If you follow current media and pop culture you could have been lead to believe that vaccines cause autism or that there is concern that they might be associated with them. Unfortunately this is not true and the real science showing this does not get the same media attention as celebrities sitting on a soapbox. The doctor who published a link between autism and vaccines (in particular MMR vaccinations) in 1998 has since had his medical practicing license revoked in the UK and his fraudulent paper has been retracted. However the damage was done and now it is left up to scientists to use valuable resources to convince the public that not only are vaccines safe but that they are important in the health of the general population. It is sad that to this day we are still trying to convince those who are ignorant to the evidence and I doubt that this post will change the minds of those people, however I hope that by reviewing one of the largest studies on the association of vaccinations and autism I will be able to sway a few people back to the side of reason.
Recently (June 2014), a group out of Sydney analyzed all the current research on the effect of vaccines on autism in what is known as a meta-analysis to determine whether a link between vaccines and autism exists. Meta-analyses allow researchers to combine and compare the results from numerous studies to find patterns in the results. In this meta-analysis, data on 1.3 million children (10 studies) and their vaccination history was analyzed. Needless to say, this is a very powerful data set and the results should do plenty to add weight to one side of the argument or the other. I should define something known as odds ratio before I get into the results of the study. Odds ratios (OR) is a way to measure how strongly one variable is associated with another variable (see explanation and examples here). In this case, the OR will tell us if vaccinations are associated with a diagnosis of autism. An OR greater than 1 would indicate the MMR vaccines are associated with development of autism or you have a greater chance of developing autism following vaccines. An odds ratio of 1 or near 1 would indicate there is no association between MMR vaccines and developing autism. In other words, you would have the same chance of getting autism if you didn’t have the vaccine as you would if you had the vaccine. An OR of less than 1 would mean you are less likely to develop autism if you got the vaccine then if you didn’t. If we look at the results of the study, they showed that there was NO association between vaccines and autism in the 1.3 million children (OR of 0.99). Not only was there no association between vaccines and autism, there was NO association between the MMR vaccine and autism (OR of 0.84), NO association between the preservative thimerosal and autism (1.00) and NO association between mercury and autism (1.00). This means that not even the components of the vaccines are associated with autism development. In fact, in some cases it looks like the MMR vaccine may be associated with a decreased risk of autism (OR of 0.84) although this was not significant. What does this mean, well as if it needs to be stated any more clearly, vaccines and their components are NOT associated with autism or autism spectrum disorder.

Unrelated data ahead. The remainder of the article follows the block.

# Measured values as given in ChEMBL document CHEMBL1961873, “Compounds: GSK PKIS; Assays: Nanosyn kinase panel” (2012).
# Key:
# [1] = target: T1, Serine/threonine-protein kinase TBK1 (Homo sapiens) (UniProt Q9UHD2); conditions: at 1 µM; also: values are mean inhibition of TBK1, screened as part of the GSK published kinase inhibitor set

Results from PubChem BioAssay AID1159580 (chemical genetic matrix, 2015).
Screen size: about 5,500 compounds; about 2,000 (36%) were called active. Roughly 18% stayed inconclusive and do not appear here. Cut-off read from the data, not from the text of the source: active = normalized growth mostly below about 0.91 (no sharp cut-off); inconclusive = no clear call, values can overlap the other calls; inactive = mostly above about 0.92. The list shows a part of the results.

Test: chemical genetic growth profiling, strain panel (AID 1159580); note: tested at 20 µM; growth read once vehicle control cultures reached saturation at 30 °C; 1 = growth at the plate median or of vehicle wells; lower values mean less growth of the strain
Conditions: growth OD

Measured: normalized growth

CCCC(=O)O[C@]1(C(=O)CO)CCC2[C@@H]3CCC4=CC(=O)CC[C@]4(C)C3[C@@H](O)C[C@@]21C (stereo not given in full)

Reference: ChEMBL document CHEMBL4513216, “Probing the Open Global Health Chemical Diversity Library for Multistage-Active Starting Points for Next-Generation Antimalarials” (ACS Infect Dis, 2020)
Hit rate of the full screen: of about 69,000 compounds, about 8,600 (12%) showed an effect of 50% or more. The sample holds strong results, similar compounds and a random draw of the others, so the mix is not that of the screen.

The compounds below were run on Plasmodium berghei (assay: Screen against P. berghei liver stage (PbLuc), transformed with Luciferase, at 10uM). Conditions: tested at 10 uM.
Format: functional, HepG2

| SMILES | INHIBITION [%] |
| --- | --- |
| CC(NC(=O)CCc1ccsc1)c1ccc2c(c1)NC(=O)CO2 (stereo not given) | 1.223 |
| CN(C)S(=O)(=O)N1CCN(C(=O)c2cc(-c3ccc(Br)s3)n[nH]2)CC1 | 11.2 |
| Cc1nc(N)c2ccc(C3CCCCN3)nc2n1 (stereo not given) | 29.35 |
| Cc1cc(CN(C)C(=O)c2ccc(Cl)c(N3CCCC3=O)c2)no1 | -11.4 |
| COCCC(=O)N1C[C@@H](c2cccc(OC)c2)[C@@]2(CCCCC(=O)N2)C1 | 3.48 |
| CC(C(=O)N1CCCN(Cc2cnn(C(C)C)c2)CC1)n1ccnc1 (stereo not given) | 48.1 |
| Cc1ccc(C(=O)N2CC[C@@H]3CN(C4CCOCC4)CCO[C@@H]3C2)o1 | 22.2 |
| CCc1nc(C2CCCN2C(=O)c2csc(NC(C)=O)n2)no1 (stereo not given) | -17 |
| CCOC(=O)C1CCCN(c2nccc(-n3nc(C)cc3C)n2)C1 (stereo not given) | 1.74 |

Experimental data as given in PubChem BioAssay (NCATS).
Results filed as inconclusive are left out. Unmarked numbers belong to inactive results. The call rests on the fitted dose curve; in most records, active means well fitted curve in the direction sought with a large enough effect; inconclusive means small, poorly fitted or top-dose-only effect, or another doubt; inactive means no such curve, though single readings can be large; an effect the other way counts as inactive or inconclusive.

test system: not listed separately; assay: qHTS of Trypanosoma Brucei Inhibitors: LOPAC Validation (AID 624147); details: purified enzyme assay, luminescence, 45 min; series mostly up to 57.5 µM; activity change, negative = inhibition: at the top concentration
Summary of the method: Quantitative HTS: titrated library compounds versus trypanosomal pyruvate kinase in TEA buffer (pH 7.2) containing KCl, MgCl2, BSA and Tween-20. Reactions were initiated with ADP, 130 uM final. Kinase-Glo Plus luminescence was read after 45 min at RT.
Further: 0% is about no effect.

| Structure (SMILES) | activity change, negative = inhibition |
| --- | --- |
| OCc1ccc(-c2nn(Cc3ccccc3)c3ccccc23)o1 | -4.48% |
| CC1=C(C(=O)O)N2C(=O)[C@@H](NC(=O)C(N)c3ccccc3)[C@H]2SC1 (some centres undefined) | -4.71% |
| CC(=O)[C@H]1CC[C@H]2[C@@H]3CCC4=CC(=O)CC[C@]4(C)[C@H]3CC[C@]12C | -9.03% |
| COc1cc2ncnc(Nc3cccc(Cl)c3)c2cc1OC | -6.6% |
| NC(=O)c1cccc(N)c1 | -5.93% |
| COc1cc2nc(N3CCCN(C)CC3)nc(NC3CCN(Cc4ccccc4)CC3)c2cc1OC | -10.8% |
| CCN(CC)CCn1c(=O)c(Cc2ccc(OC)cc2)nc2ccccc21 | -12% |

It disappoints me that such a large study with profound impacts on our current health crisis had gotten little to no media attention. Recently, dangerous diseases like measles and mumps have been making a comeback because of peoples concern over the safety of vaccines. Vaccines are safe and will protect your children and everyone else’s children from harmful illness. If you have concerns over the efficacy and safety of vaccines talk to your doctor. I hope everyone can pass this study or its message onto their families and friends in the hope that we can educate a few more people. Don’t believe celebrities on their soapbox shouting false facts with no evidence to back them. If you are interested in reading about this study it can be found here . Please educate yourself and make sure the stuff you read about on the internet is backed up by science.